Newbie HTPC & NAS

Alukenu

Junior Member
Jan 1, 2010
2
0
0
#1
Hello Anandtech,

I'm looking for a little bit of guidance on what the best setup would be for my situation. I have been wanting to setup an HTPC and a NAS for a while now but every time I take 5 minutes to research I get a little overwhelmed.

Here are some of the things I am looking for:
- Some redundant backup where I can backup a Macbook Air (I've never done a time machine backup so I'm not sure how complex this is). I've looked into a NAS setup however it always leads me back to why don't I just spend a bit more and setup an HTPC. I'd also like to move all my wife's pictures, videos and music to this backup. We have Iphones, Ipads, Apple TV, a Macbook Air and a Lenovo laptop I use for work. I currently backup my work laptop on a USB stick but wouldn't mind backing it up to a more secure system.

- We have recently taken to the netflix bug through our Apple TV so I need a setup that will play netflix and hulu and any other item typically used by ex-cable people. I like the idea of backing up our DVD's and having them easily accessible on the PC. I'm not sure if OTA HD TV is worth it, we live in Ottawa, Ontario so I don't think we would get much of the US channels.

- Something that is truly easy and intuitive to use as far as navigating and quick to respond. I used to be a tinkerer and don't mind initial configuration but don't want something I need to update each month or it crashes.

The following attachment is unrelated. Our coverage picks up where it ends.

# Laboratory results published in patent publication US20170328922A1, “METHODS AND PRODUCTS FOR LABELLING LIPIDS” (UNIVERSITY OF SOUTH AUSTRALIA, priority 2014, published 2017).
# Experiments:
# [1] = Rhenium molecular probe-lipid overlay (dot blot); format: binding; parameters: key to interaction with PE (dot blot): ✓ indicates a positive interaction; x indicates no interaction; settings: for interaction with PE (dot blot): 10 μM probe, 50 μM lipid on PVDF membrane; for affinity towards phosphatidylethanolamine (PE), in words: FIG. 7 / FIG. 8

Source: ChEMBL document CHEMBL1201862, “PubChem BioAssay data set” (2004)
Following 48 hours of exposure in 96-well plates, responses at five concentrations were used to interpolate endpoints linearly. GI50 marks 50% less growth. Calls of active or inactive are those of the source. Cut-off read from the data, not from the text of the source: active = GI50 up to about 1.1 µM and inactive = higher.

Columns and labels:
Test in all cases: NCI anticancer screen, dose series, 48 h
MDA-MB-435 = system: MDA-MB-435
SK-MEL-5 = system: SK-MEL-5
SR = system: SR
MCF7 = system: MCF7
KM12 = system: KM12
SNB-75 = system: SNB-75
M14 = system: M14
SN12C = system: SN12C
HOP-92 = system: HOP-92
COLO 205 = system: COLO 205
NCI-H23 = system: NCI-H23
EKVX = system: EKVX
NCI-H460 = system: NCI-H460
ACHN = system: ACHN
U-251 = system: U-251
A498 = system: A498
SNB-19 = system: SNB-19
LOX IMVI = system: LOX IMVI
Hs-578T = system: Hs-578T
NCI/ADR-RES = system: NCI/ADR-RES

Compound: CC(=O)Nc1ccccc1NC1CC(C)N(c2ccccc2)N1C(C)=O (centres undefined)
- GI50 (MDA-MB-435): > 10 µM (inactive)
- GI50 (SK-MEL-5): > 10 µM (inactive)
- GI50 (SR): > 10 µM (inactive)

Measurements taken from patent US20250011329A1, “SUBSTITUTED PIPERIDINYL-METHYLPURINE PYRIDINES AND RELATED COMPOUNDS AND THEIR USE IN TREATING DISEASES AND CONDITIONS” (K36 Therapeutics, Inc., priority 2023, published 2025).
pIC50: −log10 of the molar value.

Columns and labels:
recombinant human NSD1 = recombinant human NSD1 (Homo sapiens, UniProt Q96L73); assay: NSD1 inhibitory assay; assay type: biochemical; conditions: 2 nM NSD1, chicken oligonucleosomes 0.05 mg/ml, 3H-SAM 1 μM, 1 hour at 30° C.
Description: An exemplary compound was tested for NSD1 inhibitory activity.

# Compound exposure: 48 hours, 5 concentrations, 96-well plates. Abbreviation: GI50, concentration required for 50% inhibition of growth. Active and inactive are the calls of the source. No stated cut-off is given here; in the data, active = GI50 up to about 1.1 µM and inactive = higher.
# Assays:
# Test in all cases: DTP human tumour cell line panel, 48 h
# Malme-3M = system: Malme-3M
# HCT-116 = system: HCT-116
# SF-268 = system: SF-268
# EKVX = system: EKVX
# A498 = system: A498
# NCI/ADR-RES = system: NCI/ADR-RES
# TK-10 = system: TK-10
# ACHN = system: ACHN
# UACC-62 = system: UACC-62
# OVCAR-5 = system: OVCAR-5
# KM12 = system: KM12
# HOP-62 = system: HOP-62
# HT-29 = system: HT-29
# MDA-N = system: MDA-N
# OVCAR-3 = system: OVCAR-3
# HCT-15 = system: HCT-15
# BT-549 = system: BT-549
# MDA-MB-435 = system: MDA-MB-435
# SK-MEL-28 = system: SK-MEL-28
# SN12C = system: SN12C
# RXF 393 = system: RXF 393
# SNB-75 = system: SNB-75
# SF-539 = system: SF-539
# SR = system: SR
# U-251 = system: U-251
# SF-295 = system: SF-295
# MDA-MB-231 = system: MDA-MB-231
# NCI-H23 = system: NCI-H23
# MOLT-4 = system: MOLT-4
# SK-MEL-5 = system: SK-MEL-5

I looked at the excellent guide from Assassin but it doesn't really seem to blend well with a redundant RAID backup type of device. I'm really not sure what the cost would be but would like to keep it around $1000 or lower if possible and would order from newegg.ca.

I really used to love researching this stuff but I'm now at a point where I just want a recommendation and to go with it!

Any help would be much appreciated.
 

smitbret

Diamond Member
Jul 27, 2006
3,375
3
81
#2
Just a little clarification. You say you want an HTPC but then shortly after that mention you have an AppleTV. Are you adding a 2nd TV location that you would like to serve with an HTPC and also use it as a NAS to playback on the AppleTV at the other TV location? I'm generally not a fan of using your NAS as an HTPC, but if NAS duties are limited to light home usage, I don't see why it can't be done easily.

If this is the case, you would be well served with following Assassin Server's guide for a Windows 7 installation with FlexRAID/SnapRAID and Plex. The Windows 7 will give you the Multimedia support for use as an HTPC. FlexRAID or SnapRAID will give you the data storage and parity protection that you are asking for. Plex will allow you to catalog and store your video/DVD rips and stream them to the AppleTV and other devices and take care of any transcoding/remuxing that is necessary.

That's the software side of things.

As far as hardware, NAS duties are not CPU intensive so you don't need anything expensive. Since you're using it as an HTPC, I wouldn't go with any of the low power chips like Atom or anything like that. An AMD APU is a great choice as is something from Intel's I3 lineup. Get something with integrated graphics (motherboard is OK, APU is better) to keep heat down. Get 8GB of memory. With a parity setup, you'll need at least 3 drives, one of which will not be available for storage. So, if you need 2 TB of storage get 3 1TB drives.

Don't forget to add a backup plan in there, too.
 
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Alukenu

Junior Member
Jan 1, 2010
2
0
0
#3
Thanks for the reply smitbret,